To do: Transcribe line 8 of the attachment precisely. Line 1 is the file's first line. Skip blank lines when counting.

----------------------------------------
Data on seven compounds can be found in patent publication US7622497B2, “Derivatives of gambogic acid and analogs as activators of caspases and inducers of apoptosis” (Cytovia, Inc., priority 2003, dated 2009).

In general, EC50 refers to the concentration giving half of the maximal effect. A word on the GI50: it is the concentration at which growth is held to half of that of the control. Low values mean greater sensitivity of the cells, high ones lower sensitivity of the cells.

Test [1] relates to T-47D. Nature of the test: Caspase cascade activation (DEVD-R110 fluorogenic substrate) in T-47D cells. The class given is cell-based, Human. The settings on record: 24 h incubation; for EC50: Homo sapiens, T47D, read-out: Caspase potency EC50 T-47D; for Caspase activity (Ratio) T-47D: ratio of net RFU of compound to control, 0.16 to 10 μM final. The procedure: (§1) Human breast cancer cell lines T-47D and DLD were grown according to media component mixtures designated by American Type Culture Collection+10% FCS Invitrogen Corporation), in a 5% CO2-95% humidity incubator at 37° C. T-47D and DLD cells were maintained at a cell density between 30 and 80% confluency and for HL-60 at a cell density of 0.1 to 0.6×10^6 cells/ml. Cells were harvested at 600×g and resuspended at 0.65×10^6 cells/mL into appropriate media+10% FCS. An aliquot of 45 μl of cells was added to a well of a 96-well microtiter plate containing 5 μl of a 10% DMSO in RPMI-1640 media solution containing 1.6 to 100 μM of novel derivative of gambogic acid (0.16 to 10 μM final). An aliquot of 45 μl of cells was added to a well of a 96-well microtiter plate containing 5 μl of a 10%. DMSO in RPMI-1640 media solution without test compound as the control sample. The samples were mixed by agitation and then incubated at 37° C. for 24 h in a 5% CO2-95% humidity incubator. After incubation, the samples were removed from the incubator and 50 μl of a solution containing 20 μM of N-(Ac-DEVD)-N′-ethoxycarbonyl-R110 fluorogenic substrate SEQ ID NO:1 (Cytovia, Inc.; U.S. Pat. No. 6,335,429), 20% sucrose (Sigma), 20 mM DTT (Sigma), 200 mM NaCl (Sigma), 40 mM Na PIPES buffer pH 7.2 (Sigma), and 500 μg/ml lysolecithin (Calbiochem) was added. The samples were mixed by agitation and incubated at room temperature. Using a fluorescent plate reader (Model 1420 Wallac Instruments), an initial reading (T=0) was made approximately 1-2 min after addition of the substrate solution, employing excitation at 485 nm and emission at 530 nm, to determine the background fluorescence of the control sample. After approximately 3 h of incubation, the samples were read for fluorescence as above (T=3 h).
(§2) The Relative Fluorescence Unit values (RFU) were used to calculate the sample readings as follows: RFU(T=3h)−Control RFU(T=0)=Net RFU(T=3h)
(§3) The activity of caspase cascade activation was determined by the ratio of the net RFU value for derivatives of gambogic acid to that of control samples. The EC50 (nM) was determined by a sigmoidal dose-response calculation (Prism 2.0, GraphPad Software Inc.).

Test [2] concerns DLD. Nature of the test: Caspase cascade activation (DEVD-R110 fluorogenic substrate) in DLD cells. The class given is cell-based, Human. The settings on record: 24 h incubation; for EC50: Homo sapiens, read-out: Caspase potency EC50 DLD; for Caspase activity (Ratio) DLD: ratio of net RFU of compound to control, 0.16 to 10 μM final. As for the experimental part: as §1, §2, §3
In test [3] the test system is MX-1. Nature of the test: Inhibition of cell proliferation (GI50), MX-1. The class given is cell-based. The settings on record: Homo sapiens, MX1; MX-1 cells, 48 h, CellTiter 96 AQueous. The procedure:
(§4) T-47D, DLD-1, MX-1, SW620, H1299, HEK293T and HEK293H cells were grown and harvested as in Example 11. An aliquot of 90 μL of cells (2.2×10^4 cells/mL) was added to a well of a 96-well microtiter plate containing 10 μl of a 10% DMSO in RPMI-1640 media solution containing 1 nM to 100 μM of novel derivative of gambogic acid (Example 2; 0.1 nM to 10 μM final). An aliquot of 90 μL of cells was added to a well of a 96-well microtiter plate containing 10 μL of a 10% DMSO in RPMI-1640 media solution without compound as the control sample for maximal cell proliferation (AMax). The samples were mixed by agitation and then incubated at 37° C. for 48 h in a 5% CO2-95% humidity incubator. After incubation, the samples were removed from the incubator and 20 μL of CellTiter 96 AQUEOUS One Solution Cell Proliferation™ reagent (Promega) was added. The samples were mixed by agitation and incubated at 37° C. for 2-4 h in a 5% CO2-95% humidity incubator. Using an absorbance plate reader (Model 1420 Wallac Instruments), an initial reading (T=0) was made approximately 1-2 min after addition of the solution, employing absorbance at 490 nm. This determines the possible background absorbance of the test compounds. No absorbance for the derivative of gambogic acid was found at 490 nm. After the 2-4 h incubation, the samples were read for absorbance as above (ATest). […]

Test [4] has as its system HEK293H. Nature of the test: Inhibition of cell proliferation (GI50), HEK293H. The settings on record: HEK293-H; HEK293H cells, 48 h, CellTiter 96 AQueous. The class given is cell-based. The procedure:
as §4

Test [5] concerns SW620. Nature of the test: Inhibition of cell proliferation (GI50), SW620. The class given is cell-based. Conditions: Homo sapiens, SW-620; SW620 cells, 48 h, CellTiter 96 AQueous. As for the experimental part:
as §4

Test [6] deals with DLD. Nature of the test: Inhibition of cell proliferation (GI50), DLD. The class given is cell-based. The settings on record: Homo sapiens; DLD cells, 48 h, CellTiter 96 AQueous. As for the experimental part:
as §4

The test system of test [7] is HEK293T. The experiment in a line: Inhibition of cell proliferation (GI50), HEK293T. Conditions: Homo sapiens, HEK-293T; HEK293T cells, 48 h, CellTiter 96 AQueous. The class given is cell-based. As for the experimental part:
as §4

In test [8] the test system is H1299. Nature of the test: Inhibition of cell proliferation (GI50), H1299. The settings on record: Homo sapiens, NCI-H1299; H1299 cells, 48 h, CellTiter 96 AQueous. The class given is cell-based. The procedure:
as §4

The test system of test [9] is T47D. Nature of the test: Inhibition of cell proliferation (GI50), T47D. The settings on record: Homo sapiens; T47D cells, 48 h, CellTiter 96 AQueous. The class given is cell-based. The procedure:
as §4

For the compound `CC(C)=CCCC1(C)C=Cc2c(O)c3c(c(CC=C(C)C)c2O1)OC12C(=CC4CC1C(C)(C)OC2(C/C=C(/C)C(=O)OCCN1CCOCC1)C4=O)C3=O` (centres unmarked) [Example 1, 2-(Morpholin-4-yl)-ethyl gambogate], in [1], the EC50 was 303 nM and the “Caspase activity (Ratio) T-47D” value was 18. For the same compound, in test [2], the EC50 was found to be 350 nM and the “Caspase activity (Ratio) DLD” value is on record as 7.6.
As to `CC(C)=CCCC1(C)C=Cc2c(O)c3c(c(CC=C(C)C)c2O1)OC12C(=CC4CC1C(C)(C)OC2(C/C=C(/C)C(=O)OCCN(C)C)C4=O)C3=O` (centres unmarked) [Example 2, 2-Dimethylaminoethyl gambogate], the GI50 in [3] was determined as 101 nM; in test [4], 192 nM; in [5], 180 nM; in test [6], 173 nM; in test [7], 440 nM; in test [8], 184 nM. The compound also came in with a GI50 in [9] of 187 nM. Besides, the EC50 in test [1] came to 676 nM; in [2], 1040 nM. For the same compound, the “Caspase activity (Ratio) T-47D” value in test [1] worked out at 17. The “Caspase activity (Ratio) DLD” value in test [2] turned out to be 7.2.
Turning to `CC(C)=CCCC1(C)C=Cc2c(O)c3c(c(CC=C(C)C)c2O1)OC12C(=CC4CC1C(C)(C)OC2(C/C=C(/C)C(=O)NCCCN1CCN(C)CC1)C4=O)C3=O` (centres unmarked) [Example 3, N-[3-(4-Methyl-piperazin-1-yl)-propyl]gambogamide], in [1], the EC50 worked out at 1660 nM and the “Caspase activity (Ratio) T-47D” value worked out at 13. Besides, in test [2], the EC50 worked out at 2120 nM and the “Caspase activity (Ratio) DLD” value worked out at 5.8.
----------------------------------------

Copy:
(§4) T-47D, DLD-1, MX-1, SW620, H1299, HEK293T and HEK293H cells were grown and harvested as in Example 11. An aliquot of 90 μL of cells (2.2×10^4 cells/mL) was added to a well of a 96-well microtiter plate containing 10 μl of a 10% DMSO in RPMI-1640 media solution containing 1 nM to 100 μM of novel derivative of gambogic acid (Example 2; 0.1 nM to 10 μM final). An aliquot of 90 μL of cells was added to a well of a 96-well microtiter plate containing 10 μL of a 10% DMSO in RPMI-1640 media solution without compound as the control sample for maximal cell proliferation (AMax). The samples were mixed by agitation and then incubated at 37° C. for 48 h in a 5% CO2-95% humidity incubator. After incubation, the samples were removed from the incubator and 20 μL of CellTiter 96 AQUEOUS One Solution Cell Proliferation™ reagent (Promega) was added. The samples were mixed by agitation and incubated at 37° C. for 2-4 h in a 5% CO2-95% humidity incubator. Using an absorbance plate reader (Model 1420 Wallac Instruments), an initial reading (T=0) was made approximately 1-2 min after addition of the solution, employing absorbance at 490 nm. This determines the possible background absorbance of the test compounds. No absorbance for the derivative of gambogic acid was found at 490 nm. After the 2-4 h incubation, the samples were read for absorbance as above (ATest). […]